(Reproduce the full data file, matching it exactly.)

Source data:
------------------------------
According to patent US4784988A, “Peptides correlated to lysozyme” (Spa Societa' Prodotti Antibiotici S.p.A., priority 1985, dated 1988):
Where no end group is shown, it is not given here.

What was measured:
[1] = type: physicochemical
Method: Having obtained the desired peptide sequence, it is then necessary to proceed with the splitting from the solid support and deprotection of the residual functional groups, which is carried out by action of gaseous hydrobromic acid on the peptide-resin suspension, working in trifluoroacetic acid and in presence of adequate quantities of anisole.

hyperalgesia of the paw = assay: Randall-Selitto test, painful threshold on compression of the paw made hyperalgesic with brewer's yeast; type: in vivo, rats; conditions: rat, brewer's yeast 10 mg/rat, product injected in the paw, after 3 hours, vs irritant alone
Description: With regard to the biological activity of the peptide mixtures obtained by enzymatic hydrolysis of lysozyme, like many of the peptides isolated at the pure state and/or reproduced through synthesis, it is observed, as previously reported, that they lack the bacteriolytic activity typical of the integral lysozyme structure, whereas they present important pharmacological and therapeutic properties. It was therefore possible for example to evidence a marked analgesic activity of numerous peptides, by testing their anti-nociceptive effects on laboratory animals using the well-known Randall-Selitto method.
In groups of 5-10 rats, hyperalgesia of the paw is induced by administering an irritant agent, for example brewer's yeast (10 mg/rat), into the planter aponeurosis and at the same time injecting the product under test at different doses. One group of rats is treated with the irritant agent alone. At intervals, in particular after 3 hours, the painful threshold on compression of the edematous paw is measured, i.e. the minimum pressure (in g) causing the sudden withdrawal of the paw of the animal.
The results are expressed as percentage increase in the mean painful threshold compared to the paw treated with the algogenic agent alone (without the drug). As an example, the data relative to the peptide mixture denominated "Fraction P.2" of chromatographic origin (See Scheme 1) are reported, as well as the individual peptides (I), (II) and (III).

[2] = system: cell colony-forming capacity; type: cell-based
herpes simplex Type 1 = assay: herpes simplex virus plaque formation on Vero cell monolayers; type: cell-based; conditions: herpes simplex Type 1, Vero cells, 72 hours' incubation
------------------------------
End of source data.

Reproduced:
According to patent US4784988A, “Peptides correlated to lysozyme” (Spa Societa' Prodotti Antibiotici S.p.A., priority 1985, dated 1988):
Where no end group is shown, it is not given here.

What was measured:
[1] = type: physicochemical
Method: Having obtained the desired peptide sequence, it is then necessary to proceed with the splitting from the solid support and deprotection of the residual functional groups, which is carried out by action of gaseous hydrobromic acid on the peptide-resin suspension, working in trifluoroacetic acid and in presence of adequate quantities of anisole.

hyperalgesia of the paw = assay: Randall-Selitto test, painful threshold on compression of the paw made hyperalgesic with brewer's yeast; type: in vivo, rats; conditions: rat, brewer's yeast 10 mg/rat, product injected in the paw, after 3 hours, vs irritant alone
Description: With regard to the biological activity of the peptide mixtures obtained by enzymatic hydrolysis of lysozyme, like many of the peptides isolated at the pure state and/or reproduced through synthesis, it is observed, as previously reported, that they lack the bacteriolytic activity typical of the integral lysozyme structure, whereas they present important pharmacological and therapeutic properties. It was therefore possible for example to evidence a marked analgesic activity of numerous peptides, by testing their anti-nociceptive effects on laboratory animals using the well-known Randall-Selitto method.
In groups of 5-10 rats, hyperalgesia of the paw is induced by administering an irritant agent, for example brewer's yeast (10 mg/rat), into the planter aponeurosis and at the same time injecting the product under test at different doses. One group of rats is treated with the irritant agent alone. At intervals, in particular after 3 hours, the painful threshold on compression of the edematous paw is measured, i.e. the minimum pressure (in g) causing the sudden withdrawal of the paw of the animal.
The results are expressed as percentage increase in the mean painful threshold compared to the paw treated with the algogenic agent alone (without the drug). As an example, the data relative to the peptide mixture denominated "Fraction P.2" of chromatographic origin (See Scheme 1) are reported, as well as the individual peptides (I), (II) and (III).

[2] = system: cell colony-forming capacity; type: cell-based
herpes simplex Type 1 = assay: herpes simplex virus plaque formation on Vero cell monolayers; type: cell-based; conditions: herpes simplex Type 1, Vero cells, 72 hours' incubation